Recording fine‐scale movement of ground beetles by two methods: Potentials and methodological pitfalls

Jana Růžičková, Zoltán Elek
2021 Ecology and Evolution  
Movement trajectories are usually recorded as a sequence of discrete movement events described by two parameters: step length (distance) and turning angle (bearing). One of the most widespread methods to record the geocoordinates of each step is by a GPS device. Such devices have limited suitability for recording fine movements of species with low dispersal ability including flightless carabid beetles at small spatio-temporal scales. As an alternative, the distance-bearing approach can avoid
more » ... measurement error of GPS units since it uses directly measured distances and compass azimuths. As no quantification of measurement error between distance-bearing and GPS approaches exists so far, we generated artificial fine-scale trajectories and in addition radio-tracked living carabids in a temperate forest and recorded each movement step by both methods. Trajectories obtained from distancebearing were compared to those obtained by a GPS device in terms of movement parameters. Consequently, both types of trajectories were segmented by stateswitching modeling into two distinct movement stages typical for carabids: random walk and directed movement. We found that the measurement error of GPS compared to distance-bearing was 1.878 m (SEM = 0.181 m) for distances and 31.330° (SEM = 2.066°) for bearings. Moreover, these errors increased under dense forest canopy and rainy weather. Distance error did not change with increasing distance recorded by distance-bearing but bearings were significantly more sensitive to error at short distances. State-switching models showed only slight, not significant, differences in movement states between the two methods in favor of the random walk in the distance-bearing approach. However, the shape of the GPS-measured trajectories considerably differed from those recorded by distance-bearing caused especially by bearing error at short distances. Our study showed that distance-bearing could be more appropriate for recording movement steps not only of ground-dwelling beetles but also other small animals at fine spatio-temporal scales. K E Y W O R D S azimuth, carabids, compass, distance-bearing, global positioning system, state-switching models S U PP O RTI N G I N FO R M ATI O N Additional supporting information may be found online in the Supporting Information section. How to cite this article: Růžičková J, Elek Z. Recording fine-scale movement of ground beetles by two methods: Potentials and methodological pitfalls. Ecol Evol.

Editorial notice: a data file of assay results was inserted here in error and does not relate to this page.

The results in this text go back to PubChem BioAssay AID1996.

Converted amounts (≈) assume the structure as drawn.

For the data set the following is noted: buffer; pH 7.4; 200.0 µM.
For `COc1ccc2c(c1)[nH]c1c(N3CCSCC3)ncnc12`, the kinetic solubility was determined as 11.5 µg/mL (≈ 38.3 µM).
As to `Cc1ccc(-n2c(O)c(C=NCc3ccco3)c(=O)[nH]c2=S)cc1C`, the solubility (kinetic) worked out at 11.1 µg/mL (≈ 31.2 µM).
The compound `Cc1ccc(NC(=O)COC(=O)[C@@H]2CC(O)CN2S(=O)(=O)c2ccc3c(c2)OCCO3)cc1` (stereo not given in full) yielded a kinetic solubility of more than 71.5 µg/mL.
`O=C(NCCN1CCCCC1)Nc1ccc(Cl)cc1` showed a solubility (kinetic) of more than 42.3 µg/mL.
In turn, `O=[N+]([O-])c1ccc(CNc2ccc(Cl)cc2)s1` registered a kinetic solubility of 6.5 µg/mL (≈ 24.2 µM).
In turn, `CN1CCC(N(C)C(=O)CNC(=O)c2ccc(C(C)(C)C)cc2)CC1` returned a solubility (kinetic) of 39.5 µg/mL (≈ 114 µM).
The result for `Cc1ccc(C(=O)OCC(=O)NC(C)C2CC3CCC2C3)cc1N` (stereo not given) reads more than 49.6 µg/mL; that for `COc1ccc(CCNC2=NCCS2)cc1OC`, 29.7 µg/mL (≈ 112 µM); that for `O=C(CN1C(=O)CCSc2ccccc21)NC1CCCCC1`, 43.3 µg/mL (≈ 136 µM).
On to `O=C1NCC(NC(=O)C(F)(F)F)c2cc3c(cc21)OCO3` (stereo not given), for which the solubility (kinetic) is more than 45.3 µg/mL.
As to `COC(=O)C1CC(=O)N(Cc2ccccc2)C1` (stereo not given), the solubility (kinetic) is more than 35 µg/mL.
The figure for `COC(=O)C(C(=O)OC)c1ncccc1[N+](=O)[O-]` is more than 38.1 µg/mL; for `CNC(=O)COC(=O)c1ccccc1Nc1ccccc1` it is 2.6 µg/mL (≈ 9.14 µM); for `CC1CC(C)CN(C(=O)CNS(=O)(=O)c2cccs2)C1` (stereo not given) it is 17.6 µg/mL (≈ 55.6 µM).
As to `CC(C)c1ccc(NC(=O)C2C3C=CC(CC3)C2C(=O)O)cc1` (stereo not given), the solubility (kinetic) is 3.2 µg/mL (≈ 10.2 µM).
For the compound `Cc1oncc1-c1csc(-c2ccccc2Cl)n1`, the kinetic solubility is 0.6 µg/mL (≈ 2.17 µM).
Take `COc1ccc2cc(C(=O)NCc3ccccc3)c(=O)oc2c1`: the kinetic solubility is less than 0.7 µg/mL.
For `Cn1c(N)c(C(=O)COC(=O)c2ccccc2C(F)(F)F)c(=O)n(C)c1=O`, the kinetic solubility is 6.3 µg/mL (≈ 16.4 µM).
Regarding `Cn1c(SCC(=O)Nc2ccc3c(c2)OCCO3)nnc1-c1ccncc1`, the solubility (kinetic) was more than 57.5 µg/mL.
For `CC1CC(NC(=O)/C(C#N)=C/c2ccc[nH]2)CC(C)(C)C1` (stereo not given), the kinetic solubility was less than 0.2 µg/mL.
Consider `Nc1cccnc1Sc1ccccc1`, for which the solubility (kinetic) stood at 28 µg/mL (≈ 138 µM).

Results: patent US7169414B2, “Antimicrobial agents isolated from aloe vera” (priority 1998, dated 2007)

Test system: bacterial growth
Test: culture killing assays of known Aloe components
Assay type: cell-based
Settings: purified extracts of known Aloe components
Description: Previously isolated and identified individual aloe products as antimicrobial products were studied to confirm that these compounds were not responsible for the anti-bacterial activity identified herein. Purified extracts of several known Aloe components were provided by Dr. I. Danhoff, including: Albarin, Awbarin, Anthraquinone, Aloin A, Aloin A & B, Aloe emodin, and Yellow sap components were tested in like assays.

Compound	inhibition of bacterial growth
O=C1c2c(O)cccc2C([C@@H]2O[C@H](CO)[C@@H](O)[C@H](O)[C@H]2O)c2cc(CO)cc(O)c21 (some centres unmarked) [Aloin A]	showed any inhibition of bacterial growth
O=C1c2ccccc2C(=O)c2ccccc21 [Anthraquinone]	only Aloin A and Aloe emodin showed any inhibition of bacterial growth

doi:10.1002/ece3.7670 fatcat:zj3qwcitg5d3nlgbc5vl3eeq2e